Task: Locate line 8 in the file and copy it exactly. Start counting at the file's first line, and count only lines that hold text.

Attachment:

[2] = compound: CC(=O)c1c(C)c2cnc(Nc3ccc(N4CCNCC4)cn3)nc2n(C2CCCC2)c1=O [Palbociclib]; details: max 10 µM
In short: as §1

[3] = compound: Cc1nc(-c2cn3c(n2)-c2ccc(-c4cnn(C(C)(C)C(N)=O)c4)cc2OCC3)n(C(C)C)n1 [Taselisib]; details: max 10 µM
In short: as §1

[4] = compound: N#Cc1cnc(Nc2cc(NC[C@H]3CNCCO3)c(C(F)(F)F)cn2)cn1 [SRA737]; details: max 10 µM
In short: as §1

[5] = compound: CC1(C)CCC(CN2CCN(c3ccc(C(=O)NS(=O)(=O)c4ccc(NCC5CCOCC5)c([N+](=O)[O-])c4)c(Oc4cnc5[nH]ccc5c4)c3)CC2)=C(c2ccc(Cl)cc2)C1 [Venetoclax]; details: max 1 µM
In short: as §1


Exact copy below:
In short: as §1